What Roles Should Your Content Marketing Team Cover?
You want to do some content marketing. You have a writer, a social media manager, an SEO specialist, and a marketing manager. You might lack someone to build links across the web, so you’re hiring a link-building specialist at the moment. Once this is done, it seems like all positions are filled and your content marketing machine is fully ready for operation.
But is it?
Content marketing is complicated. There are so many things involved. And if some piece isn’t working or missing completely, then the whole operation will suffer. A full team packaged with standard job titles doesn’t necessarily cover all the roles involved.
At Kaiiax, we realized that a smarter approach to building content marketing teams isn’t by job titles, but by roles that cover each stage of the content marketing cycle: strategy, content creation, distribution, and analytics.
A smarter approach to building content marketing teams isn’t by job titles, but by roles that cover each stage of the content marketing cycle.
This way of thinking allows you to focus on the entire machine as a whole, rather than on the job duties of the team members. By analyzing how each role contributes to the content marketing operations, you will be able to see where you can improve.
Also, when people feel less constricted by their particular job titles, they turn out to be more creative and collaborate better with others.
Сontent marketing roles at every stage
When I started out in content marketing, I was pretty much a team of one. I was responsible for writing content, editing it, sharing it with social media, publishing case studies and landing pages, and even writing emails.
We had no strategy, no processes, no KPIs at that point. I was just performing my duties as a jack-of-all-trades that involve content. Even though we managed to get some results I-don’t-even-know-how, it’s very unlikely that this approach will generate repeatable success.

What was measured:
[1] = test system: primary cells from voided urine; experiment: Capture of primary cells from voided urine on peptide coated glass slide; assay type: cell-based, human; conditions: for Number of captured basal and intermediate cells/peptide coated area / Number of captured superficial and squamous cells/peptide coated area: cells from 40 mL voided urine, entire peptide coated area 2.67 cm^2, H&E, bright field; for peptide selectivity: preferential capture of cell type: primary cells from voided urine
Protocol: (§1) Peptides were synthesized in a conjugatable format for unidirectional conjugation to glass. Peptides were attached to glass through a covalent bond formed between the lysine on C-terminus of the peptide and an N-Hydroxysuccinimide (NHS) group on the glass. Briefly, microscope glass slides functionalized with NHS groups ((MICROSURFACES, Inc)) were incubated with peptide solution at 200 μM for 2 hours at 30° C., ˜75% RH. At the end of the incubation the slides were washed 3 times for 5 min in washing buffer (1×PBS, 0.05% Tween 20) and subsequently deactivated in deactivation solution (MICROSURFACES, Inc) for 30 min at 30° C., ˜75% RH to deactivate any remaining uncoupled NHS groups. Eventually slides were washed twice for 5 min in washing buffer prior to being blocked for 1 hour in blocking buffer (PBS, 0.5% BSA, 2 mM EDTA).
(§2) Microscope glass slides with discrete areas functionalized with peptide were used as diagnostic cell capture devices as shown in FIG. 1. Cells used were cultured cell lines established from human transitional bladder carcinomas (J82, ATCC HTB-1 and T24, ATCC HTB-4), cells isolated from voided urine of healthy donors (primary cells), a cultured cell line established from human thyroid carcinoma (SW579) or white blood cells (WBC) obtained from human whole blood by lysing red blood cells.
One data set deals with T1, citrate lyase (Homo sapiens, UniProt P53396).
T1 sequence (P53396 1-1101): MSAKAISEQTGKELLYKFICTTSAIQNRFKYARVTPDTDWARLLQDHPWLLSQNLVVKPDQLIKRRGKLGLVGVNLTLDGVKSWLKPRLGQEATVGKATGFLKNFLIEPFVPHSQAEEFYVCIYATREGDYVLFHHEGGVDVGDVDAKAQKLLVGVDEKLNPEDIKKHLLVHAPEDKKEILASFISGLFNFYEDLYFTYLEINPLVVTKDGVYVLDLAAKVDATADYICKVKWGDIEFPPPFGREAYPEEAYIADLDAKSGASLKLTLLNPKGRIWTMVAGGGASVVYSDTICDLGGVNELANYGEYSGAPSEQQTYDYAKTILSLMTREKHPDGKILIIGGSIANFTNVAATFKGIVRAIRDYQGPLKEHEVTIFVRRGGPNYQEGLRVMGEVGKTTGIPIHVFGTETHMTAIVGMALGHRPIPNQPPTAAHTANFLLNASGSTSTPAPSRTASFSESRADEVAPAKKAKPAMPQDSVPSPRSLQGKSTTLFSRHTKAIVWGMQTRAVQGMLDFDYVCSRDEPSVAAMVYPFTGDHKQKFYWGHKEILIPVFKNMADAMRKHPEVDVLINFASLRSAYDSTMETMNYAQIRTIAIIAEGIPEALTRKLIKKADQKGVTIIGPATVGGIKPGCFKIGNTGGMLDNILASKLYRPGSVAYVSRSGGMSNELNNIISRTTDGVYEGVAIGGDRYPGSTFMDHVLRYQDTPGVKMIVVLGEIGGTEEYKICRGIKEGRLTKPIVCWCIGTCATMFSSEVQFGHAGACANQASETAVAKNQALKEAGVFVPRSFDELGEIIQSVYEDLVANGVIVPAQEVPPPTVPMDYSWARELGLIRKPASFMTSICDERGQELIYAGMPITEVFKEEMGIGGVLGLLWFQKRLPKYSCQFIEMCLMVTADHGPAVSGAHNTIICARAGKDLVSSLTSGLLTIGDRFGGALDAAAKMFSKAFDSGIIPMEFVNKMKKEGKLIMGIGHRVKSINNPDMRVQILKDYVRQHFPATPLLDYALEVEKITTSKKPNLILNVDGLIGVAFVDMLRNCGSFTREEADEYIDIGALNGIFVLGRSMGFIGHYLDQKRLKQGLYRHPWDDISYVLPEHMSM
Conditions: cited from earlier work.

Content marketing is a large workload that requires strategic thinking, wise approaches, and a rhythmic system that empowers everyone to be focused, aligned, and accountable.
So what is a killer content marketing lineup? Let’s define the roles organized according to each stage of the content marketing cycle.
Who do you need to define a content strategy?
The strategy is the first and core part of your content marketing operation. This is where you make decisions informed by data and aligned with your company goals.
We like to think of a strategy as a triangle where every corner is linked to the other two. These corners are Offer, Target, and Content.
Offer is what you sell; Target is who you sell this to; Content is how you spread your offer to the target audience. You need to define all these three pillars before producing content.
Here is who you need on your team to do the strategy well:
- Product owner
This can be the CEO, CMO, or anybody else who drives the whole thing and defines high-level marketing goals.
Responsibility: Define where to go
- Data analyst
A very important, but often non-existent role in content marketing departments. Data analyst is needed to help people in charge make decisions based on data. This role is not just about pulling numbers; it’s about extracting important data-driven insights from those numbers.
Responsibility: Collect data to help the product owner make decisions